(Rated PG [Canada] and PG-13 [MPAA] for some intense perilous action and brief strong language; directed by Christopher Nolan; stars Matthew McConaughey, Anne Hathaway, Michael Caine, Mackenzie Foy, Jessica Chastain, Ellen Burstyn, John Lithgow; run time: 169 minutes.)
Thoughtful sci-fi delivers love, evil and a black hole
By Ted Giese
Christopher Nolan’s new film “Interstellar” is more like his 2010 film “Inception” than his trilogy of “Batman” movies. It’s both cerebral and emotionally intense.
This is no “Star Trek” or “Star Wars” space soap opera. “Interstellar” is a more “hard” sci-fi film in the vein of Stanley Kubrick’s “2001: A Space Odyssey” (1968) or Robert Wise’s adaptation of Michael Crichton’s The Andromeda Strain (1971).
Set in a near future where blight is devastating the earth’s food supply and starvation is wiping out the population, a former engineer and NASA pilot, Cooper (Matthew McConaughey), toils away on a farm with his two children and father (John Lithgow) growing corn — one of the few crops still viable for farming.
The future has become something like the Dirty Thirties on the North American prairies. Dust storms, food scarcity and economic collapse have turned the remaining population into pragmatists who eschew the idea of spending money on things like universities and federal science programs like NASA. But NASA still operates in secret, and Cooper’s daughter, Murphy, with the help of a mysterious external force she calls a “ghost,” discovers the coordinates of its top-secret installation — a secret installation no one was looking for.
Once inside the installation, Cooper is convinced by Professor Brand (Michael Caine) to participate in NASA’s project to save humanity. Cooper makes the painful decision to leave his family behind to pilot a space craft called “Endurance” on an interstellar mission, in the hope of finding a new world that humanity can populate. Cooper’s mission on Endurance is Plan B. Plan A depends on cracking Professor Brand’s mathematical equation that will allow scientists to manipulate gravity and move earth’s population off the planet in a mass exodus.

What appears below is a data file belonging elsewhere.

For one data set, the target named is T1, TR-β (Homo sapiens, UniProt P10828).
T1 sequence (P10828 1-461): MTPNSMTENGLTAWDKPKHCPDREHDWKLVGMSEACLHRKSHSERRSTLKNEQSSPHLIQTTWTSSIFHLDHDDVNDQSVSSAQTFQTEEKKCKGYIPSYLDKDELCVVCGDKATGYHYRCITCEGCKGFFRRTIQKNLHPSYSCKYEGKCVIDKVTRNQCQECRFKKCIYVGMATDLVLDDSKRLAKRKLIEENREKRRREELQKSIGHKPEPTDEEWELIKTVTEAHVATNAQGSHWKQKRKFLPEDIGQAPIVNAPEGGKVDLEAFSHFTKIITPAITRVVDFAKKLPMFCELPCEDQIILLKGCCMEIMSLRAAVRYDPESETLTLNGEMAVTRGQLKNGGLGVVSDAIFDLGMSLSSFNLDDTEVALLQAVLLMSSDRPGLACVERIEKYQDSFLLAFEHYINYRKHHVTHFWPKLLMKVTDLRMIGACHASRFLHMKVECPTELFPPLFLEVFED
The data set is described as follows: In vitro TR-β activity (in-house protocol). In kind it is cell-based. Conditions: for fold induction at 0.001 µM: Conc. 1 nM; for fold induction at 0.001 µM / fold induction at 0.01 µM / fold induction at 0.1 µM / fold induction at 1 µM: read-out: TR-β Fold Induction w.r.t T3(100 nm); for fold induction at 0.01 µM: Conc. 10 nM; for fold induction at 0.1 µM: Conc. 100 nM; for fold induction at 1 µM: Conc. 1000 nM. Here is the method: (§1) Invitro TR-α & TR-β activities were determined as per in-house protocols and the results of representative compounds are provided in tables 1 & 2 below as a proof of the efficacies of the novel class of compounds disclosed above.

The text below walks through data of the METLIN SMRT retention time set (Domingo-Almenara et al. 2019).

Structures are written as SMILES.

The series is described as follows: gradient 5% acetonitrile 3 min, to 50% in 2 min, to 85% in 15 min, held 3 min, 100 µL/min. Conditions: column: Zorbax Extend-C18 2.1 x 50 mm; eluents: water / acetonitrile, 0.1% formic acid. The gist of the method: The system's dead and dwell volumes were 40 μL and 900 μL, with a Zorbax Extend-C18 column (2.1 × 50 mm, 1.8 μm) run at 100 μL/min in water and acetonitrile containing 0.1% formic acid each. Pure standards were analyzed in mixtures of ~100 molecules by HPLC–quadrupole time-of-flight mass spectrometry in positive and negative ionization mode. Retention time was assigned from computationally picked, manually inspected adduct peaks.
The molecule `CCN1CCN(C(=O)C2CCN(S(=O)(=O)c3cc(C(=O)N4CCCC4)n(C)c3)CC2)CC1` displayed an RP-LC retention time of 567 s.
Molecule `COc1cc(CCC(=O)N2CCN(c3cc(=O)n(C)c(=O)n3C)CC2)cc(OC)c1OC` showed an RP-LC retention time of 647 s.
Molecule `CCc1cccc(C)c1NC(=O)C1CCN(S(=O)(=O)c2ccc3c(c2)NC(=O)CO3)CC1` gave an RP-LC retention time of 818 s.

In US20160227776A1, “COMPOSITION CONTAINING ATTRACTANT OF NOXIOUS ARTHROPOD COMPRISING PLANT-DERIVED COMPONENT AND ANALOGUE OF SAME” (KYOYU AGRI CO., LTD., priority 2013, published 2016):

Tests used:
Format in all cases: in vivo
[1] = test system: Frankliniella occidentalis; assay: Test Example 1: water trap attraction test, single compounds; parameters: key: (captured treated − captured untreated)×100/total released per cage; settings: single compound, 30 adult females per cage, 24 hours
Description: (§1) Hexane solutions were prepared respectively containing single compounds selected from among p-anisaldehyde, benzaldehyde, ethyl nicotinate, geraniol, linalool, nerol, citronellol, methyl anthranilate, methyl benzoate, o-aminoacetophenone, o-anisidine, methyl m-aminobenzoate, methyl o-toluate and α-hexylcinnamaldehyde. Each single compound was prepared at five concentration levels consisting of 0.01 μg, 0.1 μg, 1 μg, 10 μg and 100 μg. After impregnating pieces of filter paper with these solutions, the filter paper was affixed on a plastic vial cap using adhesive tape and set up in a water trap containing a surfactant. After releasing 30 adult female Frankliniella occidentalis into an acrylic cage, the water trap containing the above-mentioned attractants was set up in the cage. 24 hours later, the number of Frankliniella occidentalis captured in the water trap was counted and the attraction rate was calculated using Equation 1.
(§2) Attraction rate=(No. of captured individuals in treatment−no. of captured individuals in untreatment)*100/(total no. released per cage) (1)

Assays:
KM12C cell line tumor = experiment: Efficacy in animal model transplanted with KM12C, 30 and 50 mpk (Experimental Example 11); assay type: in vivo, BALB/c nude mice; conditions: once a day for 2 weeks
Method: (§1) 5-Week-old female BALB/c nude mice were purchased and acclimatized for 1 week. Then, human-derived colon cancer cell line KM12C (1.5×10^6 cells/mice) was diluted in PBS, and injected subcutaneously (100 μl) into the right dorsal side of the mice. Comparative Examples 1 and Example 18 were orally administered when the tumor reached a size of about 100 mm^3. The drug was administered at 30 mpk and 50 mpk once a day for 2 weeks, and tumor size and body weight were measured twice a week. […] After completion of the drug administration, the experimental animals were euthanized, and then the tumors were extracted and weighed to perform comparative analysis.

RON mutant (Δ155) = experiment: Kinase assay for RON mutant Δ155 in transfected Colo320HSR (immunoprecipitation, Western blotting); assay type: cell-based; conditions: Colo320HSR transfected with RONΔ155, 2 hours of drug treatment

Professor Brand’s daughter (Anne Hathaway) is one of the astronauts on the space mission. However, the team is not venturing into space blindly. Years earlier NASA had sent the “Lazarus” missions through a fortuitous wormhole that had appeared near the planet Saturn. Based on data received from those missions, they believe they’ve narrowed down suitable worlds to further investigate. Upon hearing the name used for the previous missions, Cooper asks, “Why Lazarus?” Professor Brand replies, “Lazarus came back from the dead,” to which Cooper quips, “Yes, but he had to die first.”
The allusion to Christ’s bringing Lazarus back from the dead (John 11) is one of the film’s few scriptural references. While Christians have hope in Christ for their resurrection from the dead, the film’s hope for humanity is not divine intervention but rather for humanity (on the brink of extinction) to save itself through science. Still, Christian viewers might be interested in the way director Nolan tackles two big realities faced by humanity: evil and love. Through the lens of a purely materialistic scientific worldview, they are presented as a puzzle — sometimes making sense, other times running against the grain of rational understanding.
In looking at evil, Professor Brand’s daughter (Hathaway) acknowledges that nature can be frightening and dangerous, but she doesn’t believe nature contains evil. Neither does she expect to find evil in outer space. Rather, the only evil she expects to find is the evil humanity takes with it. On the one hand, Christian viewers will find her idea odd, because Christians would look at the blight causing crop failure and starvation as the result of creation’s fall into sin. On the other hand, Christians will recognize her idea about humanity taking evil with it wherever it goes because it sounds a lot like original sin. For Christian viewers, both sin and blight have the same source as detailed in the third chapter of Genesis in the Bible.